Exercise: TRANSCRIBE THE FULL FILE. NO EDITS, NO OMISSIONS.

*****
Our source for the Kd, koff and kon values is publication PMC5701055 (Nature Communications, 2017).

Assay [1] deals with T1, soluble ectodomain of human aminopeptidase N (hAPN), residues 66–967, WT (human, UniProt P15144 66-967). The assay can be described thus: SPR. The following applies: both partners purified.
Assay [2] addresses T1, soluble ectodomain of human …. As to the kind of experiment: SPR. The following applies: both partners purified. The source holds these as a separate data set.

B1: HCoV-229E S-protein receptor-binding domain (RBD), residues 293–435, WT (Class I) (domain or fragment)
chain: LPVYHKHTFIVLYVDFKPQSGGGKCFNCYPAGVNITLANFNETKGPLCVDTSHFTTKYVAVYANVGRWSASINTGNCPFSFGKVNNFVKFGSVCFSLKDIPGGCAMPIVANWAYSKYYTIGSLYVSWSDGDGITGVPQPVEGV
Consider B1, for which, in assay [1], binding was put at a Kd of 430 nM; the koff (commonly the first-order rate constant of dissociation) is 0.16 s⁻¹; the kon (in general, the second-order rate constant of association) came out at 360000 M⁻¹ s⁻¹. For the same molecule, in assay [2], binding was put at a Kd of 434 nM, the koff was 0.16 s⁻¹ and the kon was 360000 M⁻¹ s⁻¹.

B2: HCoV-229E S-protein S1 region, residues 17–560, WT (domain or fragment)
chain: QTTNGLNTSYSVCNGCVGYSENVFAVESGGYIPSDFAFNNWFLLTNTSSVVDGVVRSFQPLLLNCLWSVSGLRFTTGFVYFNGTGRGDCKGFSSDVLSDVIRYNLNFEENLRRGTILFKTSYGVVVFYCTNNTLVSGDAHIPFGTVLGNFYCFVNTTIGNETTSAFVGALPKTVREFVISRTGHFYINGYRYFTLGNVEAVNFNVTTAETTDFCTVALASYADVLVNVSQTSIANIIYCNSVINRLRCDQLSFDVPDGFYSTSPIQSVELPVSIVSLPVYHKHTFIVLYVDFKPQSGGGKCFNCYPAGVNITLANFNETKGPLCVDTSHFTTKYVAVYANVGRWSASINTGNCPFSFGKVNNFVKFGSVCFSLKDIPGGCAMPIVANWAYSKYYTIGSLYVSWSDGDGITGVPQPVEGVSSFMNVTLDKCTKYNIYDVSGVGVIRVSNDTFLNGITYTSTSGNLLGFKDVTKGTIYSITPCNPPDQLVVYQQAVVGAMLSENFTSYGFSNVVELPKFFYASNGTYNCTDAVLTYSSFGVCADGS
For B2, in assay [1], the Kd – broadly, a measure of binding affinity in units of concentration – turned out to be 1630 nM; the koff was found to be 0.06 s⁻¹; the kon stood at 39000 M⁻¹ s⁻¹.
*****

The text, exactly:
Our source for the Kd, koff and kon values is publication PMC5701055 (Nature Communications, 2017).

Assay [1] deals with T1, soluble ectodomain of human aminopeptidase N (hAPN), residues 66–967, WT (human, UniProt P15144 66-967). The assay can be described thus: SPR. The following applies: both partners purified.
Assay [2] addresses T1, soluble ectodomain of human …. As to the kind of experiment: SPR. The following applies: both partners purified. The source holds these as a separate data set.

B1: HCoV-229E S-protein receptor-binding domain (RBD), residues 293–435, WT (Class I) (domain or fragment)
chain: LPVYHKHTFIVLYVDFKPQSGGGKCFNCYPAGVNITLANFNETKGPLCVDTSHFTTKYVAVYANVGRWSASINTGNCPFSFGKVNNFVKFGSVCFSLKDIPGGCAMPIVANWAYSKYYTIGSLYVSWSDGDGITGVPQPVEGV
Consider B1, for which, in assay [1], binding was put at a Kd of 430 nM; the koff (commonly the first-order rate constant of dissociation) is 0.16 s⁻¹; the kon (in general, the second-order rate constant of association) came out at 360000 M⁻¹ s⁻¹. For the same molecule, in assay [2], binding was put at a Kd of 434 nM, the koff was 0.16 s⁻¹ and the kon was 360000 M⁻¹ s⁻¹.

B2: HCoV-229E S-protein S1 region, residues 17–560, WT (domain or fragment)
chain: QTTNGLNTSYSVCNGCVGYSENVFAVESGGYIPSDFAFNNWFLLTNTSSVVDGVVRSFQPLLLNCLWSVSGLRFTTGFVYFNGTGRGDCKGFSSDVLSDVIRYNLNFEENLRRGTILFKTSYGVVVFYCTNNTLVSGDAHIPFGTVLGNFYCFVNTTIGNETTSAFVGALPKTVREFVISRTGHFYINGYRYFTLGNVEAVNFNVTTAETTDFCTVALASYADVLVNVSQTSIANIIYCNSVINRLRCDQLSFDVPDGFYSTSPIQSVELPVSIVSLPVYHKHTFIVLYVDFKPQSGGGKCFNCYPAGVNITLANFNETKGPLCVDTSHFTTKYVAVYANVGRWSASINTGNCPFSFGKVNNFVKFGSVCFSLKDIPGGCAMPIVANWAYSKYYTIGSLYVSWSDGDGITGVPQPVEGVSSFMNVTLDKCTKYNIYDVSGVGVIRVSNDTFLNGITYTSTSGNLLGFKDVTKGTIYSITPCNPPDQLVVYQQAVVGAMLSENFTSYGFSNVVELPKFFYASNGTYNCTDAVLTYSSFGVCADGS
For B2, in assay [1], the Kd – broadly, a measure of binding affinity in units of concentration – turned out to be 1630 nM; the koff was found to be 0.06 s⁻¹; the kon stood at 39000 M⁻¹ s⁻¹.